SpaceX began the last of the initial six missions given by NASA by launching four passengers to the International Space Station from Florida.
The group, known as Crew-6, will travel to the space station as part of a NASA mission for a six-month stay in orbit. The mission marks SpaceX’s ninth human spaceflight to date and its sixth operational crew launch for NASA.
Once the capsule entered space, SpaceX mission control pleaded with passengers to leave the company five stars on Google.
Crew-6 captain Stephen Bowen said, “That was great, thank you.
On Thursday morning shortly after midnight, Crew-6 lifted off, beginning their nearly 24-hour trek to the International Space Station. Since SpaceX’s first crewed launch in May 2020, 34 people have been launched, including both government and commercial missions.
NASA astronauts Warren Hoburg and Stephen Bowen, Roscosmos cosmonaut Andrey Fedyaev, and astronaut Sultan Alneyadi of the United Arab Emirates make up the crew together with one Russian and two Americans.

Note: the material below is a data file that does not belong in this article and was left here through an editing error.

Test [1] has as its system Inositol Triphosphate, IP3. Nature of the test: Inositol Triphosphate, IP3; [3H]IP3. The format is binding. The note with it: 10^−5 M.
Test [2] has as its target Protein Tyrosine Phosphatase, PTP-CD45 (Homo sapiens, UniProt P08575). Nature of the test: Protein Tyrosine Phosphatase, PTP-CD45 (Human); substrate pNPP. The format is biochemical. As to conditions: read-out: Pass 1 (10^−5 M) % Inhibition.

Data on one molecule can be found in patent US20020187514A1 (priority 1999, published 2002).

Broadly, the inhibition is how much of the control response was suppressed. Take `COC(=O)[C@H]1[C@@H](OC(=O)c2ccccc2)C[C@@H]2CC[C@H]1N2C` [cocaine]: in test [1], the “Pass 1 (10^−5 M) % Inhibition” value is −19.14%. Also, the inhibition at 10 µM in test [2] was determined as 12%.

On top of a Falcon 9 rocket, SpaceX’s Endeavour Crew Dragon capsule carried the astronauts into space. Both the rocket and the capsule may be used again; the latter is currently on its fourth trip.
A data examination of SpaceX’s first launch attempt on Monday’s last-minute postponement revealed that an apparent problem with the fluid that ignites the rocket’s engines was caused by a clogged filter in a ground system. To prepare for Thursday’s launch, SpaceX replaced the filter and finished the inspection processes.
As a competitor to Boeing’s Starliner spacecraft in NASA’s competitive Commercial Crew program, SpaceX developed its Crew Dragon spacecraft and improved its Falcon 9 rocket. However because to expensive delays, the launch of operational Starliner flights has been delayed while Boeing’s capsule is still under development.
Compared to Boeing’s six missions, NASA gave SpaceX an additional four missions, for a total of 14.